Bilingualism and Home Language Use

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Sociocultural Aspects for Bilingual Students in the Classroom are Affected by:

*Socioeconomic Status

  • Parent occupational status
  • Neighborhood quality and community resources
  • Family Structure
  • Beliefs
  • Value systems
  • Attitudes towards education
  • Acculturation levels
  • Language use at home
  • Communication behavior
  • Socialization goals
  • Experiences

*School Characteristics and Teacher Behaviors

  • Teacher attitudes
  • Teacher expectations
  • School values
  • School and classroom culture

*Judgement and Discrimination by Peers

Cultural Impact of Bilingualism and Home Language Use

*Family attitudes towards the second language impact the child’s motivation and determination to learn it

  • May not receive support at home with new language

*Students are negatively impacted when they cannot use their home language at school

*Students may struggle with cultural identity issues

*One’s culture and first language are the backbone of who they are

  • Teachers should embrace students’ culture and language and emphasize the value it brings to students learning a new language
  • Students should never feel pressure to lose their home language and culture; use it to benefit their learning experience

Strategies for Cultivating Home and School Partnerships

*Learn about the school community’s ELL population

  • What languages are spoken
  • What countries are the families from

*Create a welcoming environment for families within the school

  • Make the school a part of the community
  • School cultural activities

*Show that families’ native language and culture is valued by incorporating it into the school and classroom

  • Let the families “see” the importance on culture through school décor and student work

*Communicate with parents and provide various and multiple opportunities for them to

participate in and support their child’s education

  • Provide communication in native languages

*Provide workshops and training for both parents and teachers

*Develop relationships with community organizations and use community members as parent mentors

Resources for Cultivating Home and School Partnerships

Colorin Colorado, A guide for engaging ELL families: Twenty strategies for school leaders,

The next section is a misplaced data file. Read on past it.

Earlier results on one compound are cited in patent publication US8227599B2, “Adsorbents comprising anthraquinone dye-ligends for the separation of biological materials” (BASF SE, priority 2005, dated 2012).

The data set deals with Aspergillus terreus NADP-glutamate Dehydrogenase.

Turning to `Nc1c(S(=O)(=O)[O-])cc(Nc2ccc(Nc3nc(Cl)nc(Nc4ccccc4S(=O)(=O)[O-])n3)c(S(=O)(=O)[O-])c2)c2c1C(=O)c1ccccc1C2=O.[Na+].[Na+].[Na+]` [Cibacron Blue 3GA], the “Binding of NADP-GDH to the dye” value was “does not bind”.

U.S. Department of Education, Using family and community resources,

Strategies for Evaluating the Effectiveness of the Home and School Partnerships

*Create a survey for parents to evaluate partnerships and programs in their native language

*Develop a parental involvement document policy

  • Parents participate in a yearly evaluation of implementation and effectiveness

*Develop a checklist of programs, communication, participation opportunities, activities, culture in curriculum, community outreach

  • A committee made up of educators, parents and community members continuously meet to ensure implementation and reflect on successes and failures to make ongoing adjustments

The Role of Leadership in Cultivating a Positive Home and School Partnership for ELL Students

*Parents taking on a leadership role in partnering in their child’s education and school community will display the value of importance to the child

  • Children will “see” how parents value education and the school community
  • Children will make language acquisition important and have motivation to achieve educational goals

*Encourage parents to take on leadership roles with school leaders

  • Start small such as contributing ideas for school activities and programs
  • Bigger roles such as serving on a committee or parent advisory board

*Encourage bilingual parents to serve as translators

*Encourage parents to mentor and support other parents


Breiseth, L., Roberstson, K., & Lafond, S. (2011). A guide for engaging ELL families: Twenty strategies for school leaders. Retrieved from

Genesee, F. (n. d.). The home language: An English language learner's most valuable resource. Retrieved from

Gonzalez, V. (2001). The role of socioeconomic and sociocultural factors in language-minority children’s development: An ecological research view. Retrieved from

U.S. Department of Education. (2000). Using family and community resources. Retrieved from

Created by Stacey Van Dyke